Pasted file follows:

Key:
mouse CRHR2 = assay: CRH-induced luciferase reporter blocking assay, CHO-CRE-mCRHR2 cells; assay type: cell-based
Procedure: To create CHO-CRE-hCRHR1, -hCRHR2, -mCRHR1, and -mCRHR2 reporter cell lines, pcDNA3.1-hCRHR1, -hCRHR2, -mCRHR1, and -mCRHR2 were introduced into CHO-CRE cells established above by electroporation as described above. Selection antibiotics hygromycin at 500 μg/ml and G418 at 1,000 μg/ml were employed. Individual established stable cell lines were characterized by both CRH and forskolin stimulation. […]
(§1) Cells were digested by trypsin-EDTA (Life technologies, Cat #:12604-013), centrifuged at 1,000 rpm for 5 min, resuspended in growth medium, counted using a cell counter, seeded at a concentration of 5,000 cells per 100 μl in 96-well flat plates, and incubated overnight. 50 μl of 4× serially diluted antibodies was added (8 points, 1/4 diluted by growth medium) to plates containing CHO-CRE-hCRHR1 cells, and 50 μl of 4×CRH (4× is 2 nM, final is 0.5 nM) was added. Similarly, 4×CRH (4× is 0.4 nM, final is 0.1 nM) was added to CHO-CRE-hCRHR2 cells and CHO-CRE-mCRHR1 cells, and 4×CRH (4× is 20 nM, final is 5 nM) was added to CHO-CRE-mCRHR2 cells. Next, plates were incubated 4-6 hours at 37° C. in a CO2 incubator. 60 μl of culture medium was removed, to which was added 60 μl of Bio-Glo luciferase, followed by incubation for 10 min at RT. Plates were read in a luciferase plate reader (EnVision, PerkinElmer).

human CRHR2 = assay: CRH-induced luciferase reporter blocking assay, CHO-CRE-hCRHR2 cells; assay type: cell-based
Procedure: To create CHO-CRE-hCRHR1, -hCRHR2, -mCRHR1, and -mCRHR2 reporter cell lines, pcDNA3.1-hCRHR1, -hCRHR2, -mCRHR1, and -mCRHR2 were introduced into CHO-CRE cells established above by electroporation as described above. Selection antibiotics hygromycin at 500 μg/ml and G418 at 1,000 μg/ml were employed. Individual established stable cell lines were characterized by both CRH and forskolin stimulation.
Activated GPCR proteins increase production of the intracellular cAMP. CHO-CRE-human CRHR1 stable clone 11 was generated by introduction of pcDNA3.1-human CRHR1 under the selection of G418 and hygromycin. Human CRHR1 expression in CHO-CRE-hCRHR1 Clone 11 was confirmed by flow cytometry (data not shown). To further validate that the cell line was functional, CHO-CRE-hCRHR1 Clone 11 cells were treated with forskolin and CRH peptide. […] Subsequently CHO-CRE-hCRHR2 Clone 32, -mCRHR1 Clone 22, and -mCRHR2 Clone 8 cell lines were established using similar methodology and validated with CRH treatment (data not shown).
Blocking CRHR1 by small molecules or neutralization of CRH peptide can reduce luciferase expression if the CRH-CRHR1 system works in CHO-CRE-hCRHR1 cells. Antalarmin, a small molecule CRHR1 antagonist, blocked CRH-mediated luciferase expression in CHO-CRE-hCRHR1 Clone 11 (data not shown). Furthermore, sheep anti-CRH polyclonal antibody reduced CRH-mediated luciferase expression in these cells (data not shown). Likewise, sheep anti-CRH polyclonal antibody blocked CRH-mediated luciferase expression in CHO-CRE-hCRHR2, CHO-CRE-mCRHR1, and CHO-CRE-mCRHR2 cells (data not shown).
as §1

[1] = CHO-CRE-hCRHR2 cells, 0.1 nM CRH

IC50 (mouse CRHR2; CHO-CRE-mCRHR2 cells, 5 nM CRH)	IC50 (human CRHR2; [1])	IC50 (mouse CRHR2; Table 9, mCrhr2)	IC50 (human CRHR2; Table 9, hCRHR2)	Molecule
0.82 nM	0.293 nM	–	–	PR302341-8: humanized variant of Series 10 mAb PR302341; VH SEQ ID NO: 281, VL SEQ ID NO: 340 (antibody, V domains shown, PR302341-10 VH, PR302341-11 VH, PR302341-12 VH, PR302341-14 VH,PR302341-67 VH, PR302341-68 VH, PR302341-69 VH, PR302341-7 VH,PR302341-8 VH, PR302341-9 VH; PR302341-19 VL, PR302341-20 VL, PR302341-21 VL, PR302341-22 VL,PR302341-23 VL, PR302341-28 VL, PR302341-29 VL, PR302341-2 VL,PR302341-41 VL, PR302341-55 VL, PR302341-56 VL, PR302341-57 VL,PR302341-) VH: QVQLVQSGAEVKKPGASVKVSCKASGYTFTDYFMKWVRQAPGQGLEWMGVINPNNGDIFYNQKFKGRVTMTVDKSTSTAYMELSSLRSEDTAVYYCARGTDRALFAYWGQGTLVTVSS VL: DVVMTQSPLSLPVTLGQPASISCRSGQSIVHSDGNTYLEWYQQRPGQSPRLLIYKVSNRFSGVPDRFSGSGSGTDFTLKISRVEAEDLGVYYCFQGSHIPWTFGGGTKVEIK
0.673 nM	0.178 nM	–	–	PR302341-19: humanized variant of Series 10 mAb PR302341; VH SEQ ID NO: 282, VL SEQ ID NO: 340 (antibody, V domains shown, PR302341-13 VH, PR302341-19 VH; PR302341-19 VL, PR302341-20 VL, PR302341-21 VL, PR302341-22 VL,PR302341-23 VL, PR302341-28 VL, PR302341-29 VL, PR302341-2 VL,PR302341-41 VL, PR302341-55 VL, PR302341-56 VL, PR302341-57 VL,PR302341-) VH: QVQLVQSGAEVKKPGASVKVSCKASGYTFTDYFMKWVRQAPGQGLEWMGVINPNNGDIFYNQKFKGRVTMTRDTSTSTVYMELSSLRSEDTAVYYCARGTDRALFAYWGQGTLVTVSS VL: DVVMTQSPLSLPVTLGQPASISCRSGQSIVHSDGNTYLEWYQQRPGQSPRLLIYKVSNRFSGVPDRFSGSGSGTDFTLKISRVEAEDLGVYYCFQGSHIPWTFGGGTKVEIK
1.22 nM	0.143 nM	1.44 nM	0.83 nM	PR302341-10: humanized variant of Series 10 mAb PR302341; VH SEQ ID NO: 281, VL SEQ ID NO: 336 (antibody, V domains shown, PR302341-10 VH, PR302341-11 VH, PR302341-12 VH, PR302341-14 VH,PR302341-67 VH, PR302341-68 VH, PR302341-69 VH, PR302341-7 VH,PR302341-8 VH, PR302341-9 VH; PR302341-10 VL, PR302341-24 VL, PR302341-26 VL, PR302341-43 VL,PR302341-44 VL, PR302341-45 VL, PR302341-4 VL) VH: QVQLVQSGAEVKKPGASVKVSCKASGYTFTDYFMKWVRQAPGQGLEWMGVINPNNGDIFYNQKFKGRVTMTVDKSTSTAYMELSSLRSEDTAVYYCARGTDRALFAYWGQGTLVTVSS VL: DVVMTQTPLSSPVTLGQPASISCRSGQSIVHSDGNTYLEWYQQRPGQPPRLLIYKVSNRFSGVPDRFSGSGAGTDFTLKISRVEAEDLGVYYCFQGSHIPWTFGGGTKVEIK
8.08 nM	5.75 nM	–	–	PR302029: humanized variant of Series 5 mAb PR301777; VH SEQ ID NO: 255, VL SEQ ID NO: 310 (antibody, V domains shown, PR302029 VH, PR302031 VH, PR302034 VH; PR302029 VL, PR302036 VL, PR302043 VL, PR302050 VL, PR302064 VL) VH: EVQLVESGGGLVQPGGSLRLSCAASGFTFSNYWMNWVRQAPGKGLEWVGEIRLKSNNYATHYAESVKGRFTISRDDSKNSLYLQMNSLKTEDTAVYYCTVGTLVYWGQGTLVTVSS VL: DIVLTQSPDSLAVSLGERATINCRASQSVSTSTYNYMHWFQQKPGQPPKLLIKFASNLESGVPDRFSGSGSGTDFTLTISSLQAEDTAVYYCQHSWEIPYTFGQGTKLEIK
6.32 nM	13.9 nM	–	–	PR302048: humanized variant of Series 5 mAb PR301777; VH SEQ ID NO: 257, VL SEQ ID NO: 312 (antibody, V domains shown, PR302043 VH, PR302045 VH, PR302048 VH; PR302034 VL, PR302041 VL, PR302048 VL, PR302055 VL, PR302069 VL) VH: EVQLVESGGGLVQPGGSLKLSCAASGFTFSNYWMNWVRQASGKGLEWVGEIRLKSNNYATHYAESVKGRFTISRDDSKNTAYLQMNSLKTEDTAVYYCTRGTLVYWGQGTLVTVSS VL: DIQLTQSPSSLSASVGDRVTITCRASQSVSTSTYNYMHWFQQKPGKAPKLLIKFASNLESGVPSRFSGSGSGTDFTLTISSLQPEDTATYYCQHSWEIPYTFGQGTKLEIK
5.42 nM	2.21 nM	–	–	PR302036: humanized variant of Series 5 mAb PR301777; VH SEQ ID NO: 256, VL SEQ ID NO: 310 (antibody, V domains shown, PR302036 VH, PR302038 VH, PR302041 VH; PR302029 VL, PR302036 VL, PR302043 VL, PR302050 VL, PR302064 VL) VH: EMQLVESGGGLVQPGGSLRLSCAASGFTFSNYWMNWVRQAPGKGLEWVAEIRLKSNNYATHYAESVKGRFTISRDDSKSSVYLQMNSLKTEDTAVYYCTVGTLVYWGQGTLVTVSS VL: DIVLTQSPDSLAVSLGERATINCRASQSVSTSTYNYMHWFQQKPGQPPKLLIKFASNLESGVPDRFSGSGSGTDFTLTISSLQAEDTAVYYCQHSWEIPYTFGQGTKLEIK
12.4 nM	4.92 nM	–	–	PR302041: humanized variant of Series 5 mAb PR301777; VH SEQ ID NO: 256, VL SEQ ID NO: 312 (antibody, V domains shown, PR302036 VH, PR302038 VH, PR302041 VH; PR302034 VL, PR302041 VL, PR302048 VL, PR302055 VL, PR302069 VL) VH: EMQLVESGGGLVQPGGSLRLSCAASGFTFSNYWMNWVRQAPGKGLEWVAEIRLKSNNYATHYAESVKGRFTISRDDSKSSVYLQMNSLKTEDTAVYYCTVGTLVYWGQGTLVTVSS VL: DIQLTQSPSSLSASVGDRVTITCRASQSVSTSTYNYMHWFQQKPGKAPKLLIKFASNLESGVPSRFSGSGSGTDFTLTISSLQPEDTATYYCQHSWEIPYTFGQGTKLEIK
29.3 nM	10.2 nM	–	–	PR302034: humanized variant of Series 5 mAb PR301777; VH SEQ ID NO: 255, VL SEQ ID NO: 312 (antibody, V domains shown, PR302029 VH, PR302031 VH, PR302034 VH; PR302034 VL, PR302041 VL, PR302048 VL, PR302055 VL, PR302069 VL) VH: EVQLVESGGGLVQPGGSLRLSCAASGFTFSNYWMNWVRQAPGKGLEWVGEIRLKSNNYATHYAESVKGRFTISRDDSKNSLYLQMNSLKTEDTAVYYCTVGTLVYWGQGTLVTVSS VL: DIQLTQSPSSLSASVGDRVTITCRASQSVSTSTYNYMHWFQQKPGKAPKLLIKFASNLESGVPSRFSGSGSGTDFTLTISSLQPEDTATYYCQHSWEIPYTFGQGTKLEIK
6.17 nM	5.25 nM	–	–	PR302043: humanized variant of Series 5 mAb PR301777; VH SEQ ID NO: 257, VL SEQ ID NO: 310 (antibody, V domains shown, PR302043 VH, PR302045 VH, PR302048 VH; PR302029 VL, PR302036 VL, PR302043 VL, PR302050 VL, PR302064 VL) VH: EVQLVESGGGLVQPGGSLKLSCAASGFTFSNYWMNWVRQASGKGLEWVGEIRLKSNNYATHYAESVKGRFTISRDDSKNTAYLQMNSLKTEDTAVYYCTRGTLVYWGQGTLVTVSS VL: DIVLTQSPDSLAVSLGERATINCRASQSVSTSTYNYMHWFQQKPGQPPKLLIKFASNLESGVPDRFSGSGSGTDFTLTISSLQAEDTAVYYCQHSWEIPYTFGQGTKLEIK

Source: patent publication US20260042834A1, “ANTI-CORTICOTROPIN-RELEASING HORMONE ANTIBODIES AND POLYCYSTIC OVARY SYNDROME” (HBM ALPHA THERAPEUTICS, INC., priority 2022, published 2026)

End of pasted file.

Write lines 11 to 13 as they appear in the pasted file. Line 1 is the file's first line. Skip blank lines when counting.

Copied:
IC50 (mouse CRHR2; CHO-CRE-mCRHR2 cells, 5 nM CRH)	IC50 (human CRHR2; [1])	IC50 (mouse CRHR2; Table 9, mCrhr2)	IC50 (human CRHR2; Table 9, hCRHR2)	Molecule
0.82 nM	0.293 nM	–	–	PR302341-8: humanized variant of Series 10 mAb PR302341; VH SEQ ID NO: 281, VL SEQ ID NO: 340 (antibody, V domains shown, PR302341-10 VH, PR302341-11 VH, PR302341-12 VH, PR302341-14 VH,PR302341-67 VH, PR302341-68 VH, PR302341-69 VH, PR302341-7 VH,PR302341-8 VH, PR302341-9 VH; PR302341-19 VL, PR302341-20 VL, PR302341-21 VL, PR302341-22 VL,PR302341-23 VL, PR302341-28 VL, PR302341-29 VL, PR302341-2 VL,PR302341-41 VL, PR302341-55 VL, PR302341-56 VL, PR302341-57 VL,PR302341-) VH: QVQLVQSGAEVKKPGASVKVSCKASGYTFTDYFMKWVRQAPGQGLEWMGVINPNNGDIFYNQKFKGRVTMTVDKSTSTAYMELSSLRSEDTAVYYCARGTDRALFAYWGQGTLVTVSS VL: DVVMTQSPLSLPVTLGQPASISCRSGQSIVHSDGNTYLEWYQQRPGQSPRLLIYKVSNRFSGVPDRFSGSGSGTDFTLKISRVEAEDLGVYYCFQGSHIPWTFGGGTKVEIK
0.673 nM	0.178 nM	–	–	PR302341-19: humanized variant of Series 10 mAb PR302341; VH SEQ ID NO: 282, VL SEQ ID NO: 340 (antibody, V domains shown, PR302341-13 VH, PR302341-19 VH; PR302341-19 VL, PR302341-20 VL, PR302341-21 VL, PR302341-22 VL,PR302341-23 VL, PR302341-28 VL, PR302341-29 VL, PR302341-2 VL,PR302341-41 VL, PR302341-55 VL, PR302341-56 VL, PR302341-57 VL,PR302341-) VH: QVQLVQSGAEVKKPGASVKVSCKASGYTFTDYFMKWVRQAPGQGLEWMGVINPNNGDIFYNQKFKGRVTMTRDTSTSTVYMELSSLRSEDTAVYYCARGTDRALFAYWGQGTLVTVSS VL: DVVMTQSPLSLPVTLGQPASISCRSGQSIVHSDGNTYLEWYQQRPGQSPRLLIYKVSNRFSGVPDRFSGSGSGTDFTLKISRVEAEDLGVYYCFQGSHIPWTFGGGTKVEIK